If you’re hooked anywhere into the blogosphere or twitterville, then you’ve probably caught some of the heated discussion about Forrester’s new blogging policy. As a result, I’ve received a lot of nice messages from people showing their support for this (my personal) blog. So, I want to start by saying thank you to everyone.
You’re probably waiting for me to make some profound statement about my support or opposition to the new blogging policy which will fuel a new round of tweets. Sorry to disappoint you. I have a policy about not commenting on Forrester’s policies. I find it to be my best policy.
What I am going to comment on is what other companies can learn about this situation. Not about the policy itself, but about the aftermath from the policy. So here are some of the lessons for companies:
- Assume everyone will find out. The thought that somehow you can make a major or controversial decision without people finding out is naïve. As you are making decisions, assume that everyone will find out. So factor it into the decisions that you make and the way that you communicate those decisions.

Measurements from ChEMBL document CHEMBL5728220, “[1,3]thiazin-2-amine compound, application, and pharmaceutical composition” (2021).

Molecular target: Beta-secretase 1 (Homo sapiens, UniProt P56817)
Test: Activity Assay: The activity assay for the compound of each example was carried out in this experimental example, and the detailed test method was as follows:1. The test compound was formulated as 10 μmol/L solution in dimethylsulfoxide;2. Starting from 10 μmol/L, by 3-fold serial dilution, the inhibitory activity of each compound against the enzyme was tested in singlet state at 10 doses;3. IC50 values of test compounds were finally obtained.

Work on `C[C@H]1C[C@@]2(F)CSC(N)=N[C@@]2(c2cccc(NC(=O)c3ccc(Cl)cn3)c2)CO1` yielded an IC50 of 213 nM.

- Don’t get bullied by the crowd. From my very unofficial count, there are significantly more negative than positive comments about Forrester’s new policy. But that doesn’t matter. Companies can’t get overly swayed by volume; social media has a way of amplifying some positions over others.
- Pick your battles wisely. Social media provides an outlet for lots of people to share their thoughts and opinions. So you can almost always find people that disagree with your actions or decisions. If you try to rebuff all of them, then you’ll find yourself swimming upstream — and likely looking pretty silly along the way.
- Be open and honest. The comments about Forrester’s policy came from a range of people — Forrester followers, clients, competitors, employees, ex-employees, etc. So any attempt to “spin” the facts can be dangerous; many people with different insights are prepared to pick apart every word you write.
- Don’t overly obsess about social media. I’ve written a lot about voice of the customer (VoC) programs, which are a key ingredient for customer experience efforts. These VoC programs need to treat social media as one of many listening posts, which in many cases may not be as valuable as other customer-direct listening posts like calls into the call centers and comments on surveys.
The bottom line: Be smart about social media.